October 2022’s Animal Of The Month – Patagonian Conures

By October 31, 2022 No Comments

Today is Halloween which means it’s the last day of October and that it’s time to bid our Animal of the Month a fond farewell. And while our featured creature, the Patagonian conure, enjoyed his time in the spotlight, he is also anxious to join in on some Halloween antics. We hope you enjoyed following us on Twitter @ExoticPetVets as we tweeted all month long about these “little clowns.” If you missed any of our tweets, here is a summary that is always available for your reference. Did you know?:

  • The Patagonian conure (Cyanoliseus patagonus) is a medium-sized bird endemic to – you guessed it – Patagonia! Well, at least parts of Patagonia.
  • Patagonia is not a country, but rather a geographical region. It encompasses the southern end of South America and is shared by Chile and Argentina. But despite their name, Patagonian conures are not found throughout the entire region.
  • From the southern-most part of their range, which is within Patagonia, Patagonian conures are found from southeast and central Argentina to the northwestern part of the country.
  • There are only a couple of isolated populations of Patagonian conures in central Chile.
  • The Patagonian conure population that is found in central and southeastern Argentina is known to occasionally migrate north to southern Uruguay during the winter months.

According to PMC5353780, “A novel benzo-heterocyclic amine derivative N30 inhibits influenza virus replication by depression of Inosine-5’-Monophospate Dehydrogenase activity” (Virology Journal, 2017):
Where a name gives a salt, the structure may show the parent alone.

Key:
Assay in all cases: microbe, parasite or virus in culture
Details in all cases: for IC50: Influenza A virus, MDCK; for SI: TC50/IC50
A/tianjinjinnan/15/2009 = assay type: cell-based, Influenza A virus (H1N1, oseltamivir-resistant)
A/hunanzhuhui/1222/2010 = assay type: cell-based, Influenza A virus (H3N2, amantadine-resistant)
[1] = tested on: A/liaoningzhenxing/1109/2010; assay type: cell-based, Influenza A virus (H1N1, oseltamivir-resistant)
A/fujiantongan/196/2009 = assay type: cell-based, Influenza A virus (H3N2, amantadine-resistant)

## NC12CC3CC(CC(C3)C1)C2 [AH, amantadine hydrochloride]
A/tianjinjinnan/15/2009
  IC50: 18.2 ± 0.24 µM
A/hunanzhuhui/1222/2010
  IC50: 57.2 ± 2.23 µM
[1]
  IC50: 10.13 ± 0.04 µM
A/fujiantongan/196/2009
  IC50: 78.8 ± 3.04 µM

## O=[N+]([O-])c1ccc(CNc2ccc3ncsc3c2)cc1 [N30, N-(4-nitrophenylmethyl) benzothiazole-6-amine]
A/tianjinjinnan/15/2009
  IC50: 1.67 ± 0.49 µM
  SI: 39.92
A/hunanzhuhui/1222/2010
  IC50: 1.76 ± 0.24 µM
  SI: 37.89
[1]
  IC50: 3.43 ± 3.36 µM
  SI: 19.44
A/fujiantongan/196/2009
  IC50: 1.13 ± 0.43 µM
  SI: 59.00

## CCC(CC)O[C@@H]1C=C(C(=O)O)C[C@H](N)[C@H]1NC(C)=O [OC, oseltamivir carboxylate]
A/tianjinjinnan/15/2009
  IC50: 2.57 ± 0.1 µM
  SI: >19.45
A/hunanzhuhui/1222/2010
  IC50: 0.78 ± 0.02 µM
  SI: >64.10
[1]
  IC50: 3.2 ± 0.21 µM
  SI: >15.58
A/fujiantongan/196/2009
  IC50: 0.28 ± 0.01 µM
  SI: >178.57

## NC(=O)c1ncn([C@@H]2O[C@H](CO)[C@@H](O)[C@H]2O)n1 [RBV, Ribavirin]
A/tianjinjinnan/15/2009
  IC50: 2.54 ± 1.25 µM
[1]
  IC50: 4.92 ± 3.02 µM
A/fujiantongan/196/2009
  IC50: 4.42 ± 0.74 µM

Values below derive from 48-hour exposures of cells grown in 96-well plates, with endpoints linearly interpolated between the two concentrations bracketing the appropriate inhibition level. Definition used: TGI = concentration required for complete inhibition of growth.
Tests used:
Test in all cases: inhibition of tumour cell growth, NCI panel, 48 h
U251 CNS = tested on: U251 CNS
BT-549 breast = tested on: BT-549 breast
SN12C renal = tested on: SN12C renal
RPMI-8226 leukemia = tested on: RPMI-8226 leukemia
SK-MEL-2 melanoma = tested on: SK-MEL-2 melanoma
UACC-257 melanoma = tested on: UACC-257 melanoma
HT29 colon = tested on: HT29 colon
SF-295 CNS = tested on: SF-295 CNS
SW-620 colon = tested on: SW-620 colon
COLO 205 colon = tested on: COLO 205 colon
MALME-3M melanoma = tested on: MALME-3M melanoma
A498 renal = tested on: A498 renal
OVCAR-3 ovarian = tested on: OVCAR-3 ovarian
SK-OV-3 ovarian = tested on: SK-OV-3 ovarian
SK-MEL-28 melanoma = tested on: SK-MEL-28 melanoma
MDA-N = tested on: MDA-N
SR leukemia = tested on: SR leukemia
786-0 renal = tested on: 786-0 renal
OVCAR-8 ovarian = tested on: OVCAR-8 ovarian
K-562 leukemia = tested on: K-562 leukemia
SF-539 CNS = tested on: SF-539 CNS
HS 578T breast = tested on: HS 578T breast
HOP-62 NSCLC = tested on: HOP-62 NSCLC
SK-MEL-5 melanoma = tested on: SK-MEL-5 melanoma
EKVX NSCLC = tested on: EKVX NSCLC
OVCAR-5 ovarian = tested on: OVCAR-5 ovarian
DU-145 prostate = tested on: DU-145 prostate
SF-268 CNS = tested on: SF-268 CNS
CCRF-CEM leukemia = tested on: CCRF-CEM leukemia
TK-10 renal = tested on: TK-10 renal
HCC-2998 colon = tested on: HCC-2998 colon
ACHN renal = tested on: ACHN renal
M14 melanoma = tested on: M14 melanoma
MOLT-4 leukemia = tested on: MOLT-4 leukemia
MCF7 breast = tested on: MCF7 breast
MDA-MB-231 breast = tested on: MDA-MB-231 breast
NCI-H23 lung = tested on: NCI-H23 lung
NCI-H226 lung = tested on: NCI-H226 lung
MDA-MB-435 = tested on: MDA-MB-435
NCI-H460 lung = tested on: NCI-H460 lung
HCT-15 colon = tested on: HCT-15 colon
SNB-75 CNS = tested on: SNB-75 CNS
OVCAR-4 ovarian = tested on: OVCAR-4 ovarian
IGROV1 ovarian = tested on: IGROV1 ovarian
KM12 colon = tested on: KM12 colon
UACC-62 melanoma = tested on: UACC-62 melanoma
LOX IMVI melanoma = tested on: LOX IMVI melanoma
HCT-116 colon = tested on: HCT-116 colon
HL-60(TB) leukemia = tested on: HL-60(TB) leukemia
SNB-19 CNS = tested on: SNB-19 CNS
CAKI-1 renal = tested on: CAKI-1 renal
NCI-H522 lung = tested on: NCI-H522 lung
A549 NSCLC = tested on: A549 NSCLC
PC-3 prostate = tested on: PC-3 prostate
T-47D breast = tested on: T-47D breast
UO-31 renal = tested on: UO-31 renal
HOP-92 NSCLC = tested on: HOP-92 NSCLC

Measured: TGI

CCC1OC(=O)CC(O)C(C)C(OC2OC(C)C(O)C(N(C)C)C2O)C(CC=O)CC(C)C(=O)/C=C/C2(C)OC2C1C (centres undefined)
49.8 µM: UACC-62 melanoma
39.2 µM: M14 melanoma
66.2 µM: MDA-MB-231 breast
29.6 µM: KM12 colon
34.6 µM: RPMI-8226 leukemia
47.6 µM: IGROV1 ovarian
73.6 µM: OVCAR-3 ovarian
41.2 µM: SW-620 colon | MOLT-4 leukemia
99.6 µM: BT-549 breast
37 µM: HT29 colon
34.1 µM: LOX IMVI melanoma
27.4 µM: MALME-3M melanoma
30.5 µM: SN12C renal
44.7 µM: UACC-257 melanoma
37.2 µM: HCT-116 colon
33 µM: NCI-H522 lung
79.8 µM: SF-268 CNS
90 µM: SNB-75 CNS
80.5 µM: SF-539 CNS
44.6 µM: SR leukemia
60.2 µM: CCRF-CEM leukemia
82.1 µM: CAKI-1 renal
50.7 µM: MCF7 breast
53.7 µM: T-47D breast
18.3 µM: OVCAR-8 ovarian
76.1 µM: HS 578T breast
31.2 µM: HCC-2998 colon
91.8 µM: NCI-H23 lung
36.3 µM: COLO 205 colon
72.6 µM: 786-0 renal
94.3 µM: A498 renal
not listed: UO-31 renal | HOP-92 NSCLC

• In the wild, Patagonian conures favour open and arid habitats; including, steppes (open grassland), savannas and the Chaco plains (semi-arid lowlands in northern Argentina).
  • The Patagonian conure is the largest species of conure, with adults having an average length of 18 inches (46 cms). Their plumage can be described as colourful yet somewhat understated.
  • Patagonian conures have heads and upper backs that are an olive colour. They have a bare white ring around their eyes and dark grey-black beaks. Their feet are a pinky-white colour.
  • While they have a loose and inconsistent pectoral band of white feathers, grey feathers cover the rest of Patagonian conures’ chests. They have a patch of orange-red feathers on their abdomens and on their thighs.
  • Patagonian conures have yellow feathers on their flanks, lower backs and rumps.
  • Their long, tapered tails make up about half of the Patagonian conure’s entire length. There are yellow feathers on the top part of his tail – the rest being an olive green colour with blue tints.
  • The Patagonian conure’s upper wing feathers (wing coverts) are olive green while the primaries (outer wing feathers) are blue.
  • Sexual dimorphism means there are visible physical differences between the genders of a species. Patagonian conures are considered dimorphic because the males are a bit larger than females.
  • The abdominal patches on male Patagonian conures are also generally bigger and redder than those on their female counterparts. But there’s more than meets the eye.
  • In addition to being sexually dimorphic, researchers in Germany have discovered that Patagonian conures are also sexually dichromatic, meaning each gender displays two different colours – even though humans can only see one.